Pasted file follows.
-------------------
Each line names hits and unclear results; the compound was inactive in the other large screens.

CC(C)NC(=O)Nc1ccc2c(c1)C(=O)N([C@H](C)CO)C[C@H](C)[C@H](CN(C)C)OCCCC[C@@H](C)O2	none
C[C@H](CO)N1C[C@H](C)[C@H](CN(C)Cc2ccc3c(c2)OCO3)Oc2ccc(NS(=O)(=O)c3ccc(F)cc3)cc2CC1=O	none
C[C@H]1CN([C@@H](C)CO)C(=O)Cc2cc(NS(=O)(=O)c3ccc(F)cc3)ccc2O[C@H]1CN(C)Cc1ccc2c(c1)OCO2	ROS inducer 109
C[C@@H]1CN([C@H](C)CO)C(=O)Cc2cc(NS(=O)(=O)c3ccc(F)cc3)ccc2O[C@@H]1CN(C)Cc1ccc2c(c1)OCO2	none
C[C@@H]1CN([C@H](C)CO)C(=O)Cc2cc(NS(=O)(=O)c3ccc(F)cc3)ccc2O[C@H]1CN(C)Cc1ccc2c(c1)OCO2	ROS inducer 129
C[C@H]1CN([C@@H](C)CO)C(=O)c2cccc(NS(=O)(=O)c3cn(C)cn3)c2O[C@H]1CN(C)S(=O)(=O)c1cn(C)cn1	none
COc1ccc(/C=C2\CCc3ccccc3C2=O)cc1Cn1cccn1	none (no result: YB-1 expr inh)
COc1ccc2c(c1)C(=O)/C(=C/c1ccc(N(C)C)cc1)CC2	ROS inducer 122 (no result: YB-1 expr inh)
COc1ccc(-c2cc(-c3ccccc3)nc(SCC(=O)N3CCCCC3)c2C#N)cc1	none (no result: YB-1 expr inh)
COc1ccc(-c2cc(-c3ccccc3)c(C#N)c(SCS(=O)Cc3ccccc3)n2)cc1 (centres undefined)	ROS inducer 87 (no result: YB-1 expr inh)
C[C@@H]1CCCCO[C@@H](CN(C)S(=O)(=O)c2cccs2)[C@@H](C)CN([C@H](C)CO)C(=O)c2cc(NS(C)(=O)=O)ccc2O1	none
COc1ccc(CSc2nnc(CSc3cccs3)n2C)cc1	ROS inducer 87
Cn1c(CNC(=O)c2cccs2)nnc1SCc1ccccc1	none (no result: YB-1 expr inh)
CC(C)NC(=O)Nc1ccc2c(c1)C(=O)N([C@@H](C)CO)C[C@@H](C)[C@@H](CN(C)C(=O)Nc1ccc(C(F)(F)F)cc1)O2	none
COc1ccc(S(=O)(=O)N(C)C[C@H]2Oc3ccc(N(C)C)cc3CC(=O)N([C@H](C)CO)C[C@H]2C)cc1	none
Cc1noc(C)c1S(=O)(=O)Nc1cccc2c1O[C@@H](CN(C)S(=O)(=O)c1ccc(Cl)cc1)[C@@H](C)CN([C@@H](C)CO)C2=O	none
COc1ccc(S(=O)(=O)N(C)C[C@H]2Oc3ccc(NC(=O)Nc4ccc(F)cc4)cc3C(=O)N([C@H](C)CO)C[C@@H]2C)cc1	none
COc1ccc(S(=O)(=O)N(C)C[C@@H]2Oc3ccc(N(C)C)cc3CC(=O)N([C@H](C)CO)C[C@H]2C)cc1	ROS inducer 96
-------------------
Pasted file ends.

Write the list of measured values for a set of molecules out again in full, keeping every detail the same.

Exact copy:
Each line names hits and unclear results; the compound was inactive in the other large screens.

CC(C)NC(=O)Nc1ccc2c(c1)C(=O)N([C@H](C)CO)C[C@H](C)[C@H](CN(C)C)OCCCC[C@@H](C)O2	none
C[C@H](CO)N1C[C@H](C)[C@H](CN(C)Cc2ccc3c(c2)OCO3)Oc2ccc(NS(=O)(=O)c3ccc(F)cc3)cc2CC1=O	none
C[C@H]1CN([C@@H](C)CO)C(=O)Cc2cc(NS(=O)(=O)c3ccc(F)cc3)ccc2O[C@H]1CN(C)Cc1ccc2c(c1)OCO2	ROS inducer 109
C[C@@H]1CN([C@H](C)CO)C(=O)Cc2cc(NS(=O)(=O)c3ccc(F)cc3)ccc2O[C@@H]1CN(C)Cc1ccc2c(c1)OCO2	none
C[C@@H]1CN([C@H](C)CO)C(=O)Cc2cc(NS(=O)(=O)c3ccc(F)cc3)ccc2O[C@H]1CN(C)Cc1ccc2c(c1)OCO2	ROS inducer 129
C[C@H]1CN([C@@H](C)CO)C(=O)c2cccc(NS(=O)(=O)c3cn(C)cn3)c2O[C@H]1CN(C)S(=O)(=O)c1cn(C)cn1	none
COc1ccc(/C=C2\CCc3ccccc3C2=O)cc1Cn1cccn1	none (no result: YB-1 expr inh)
COc1ccc2c(c1)C(=O)/C(=C/c1ccc(N(C)C)cc1)CC2	ROS inducer 122 (no result: YB-1 expr inh)
COc1ccc(-c2cc(-c3ccccc3)nc(SCC(=O)N3CCCCC3)c2C#N)cc1	none (no result: YB-1 expr inh)
COc1ccc(-c2cc(-c3ccccc3)c(C#N)c(SCS(=O)Cc3ccccc3)n2)cc1 (centres undefined)	ROS inducer 87 (no result: YB-1 expr inh)
C[C@@H]1CCCCO[C@@H](CN(C)S(=O)(=O)c2cccs2)[C@@H](C)CN([C@H](C)CO)C(=O)c2cc(NS(C)(=O)=O)ccc2O1	none
COc1ccc(CSc2nnc(CSc3cccs3)n2C)cc1	ROS inducer 87
Cn1c(CNC(=O)c2cccs2)nnc1SCc1ccccc1	none (no result: YB-1 expr inh)
CC(C)NC(=O)Nc1ccc2c(c1)C(=O)N([C@@H](C)CO)C[C@@H](C)[C@@H](CN(C)C(=O)Nc1ccc(C(F)(F)F)cc1)O2	none
COc1ccc(S(=O)(=O)N(C)C[C@H]2Oc3ccc(N(C)C)cc3CC(=O)N([C@H](C)CO)C[C@H]2C)cc1	none
Cc1noc(C)c1S(=O)(=O)Nc1cccc2c1O[C@@H](CN(C)S(=O)(=O)c1ccc(Cl)cc1)[C@@H](C)CN([C@@H](C)CO)C2=O	none
COc1ccc(S(=O)(=O)N(C)C[C@H]2Oc3ccc(NC(=O)Nc4ccc(F)cc4)cc3C(=O)N([C@H](C)CO)C[C@@H]2C)cc1	none
COc1ccc(S(=O)(=O)N(C)C[C@@H]2Oc3ccc(N(C)C)cc3CC(=O)N([C@H](C)CO)C[C@H]2C)cc1	ROS inducer 96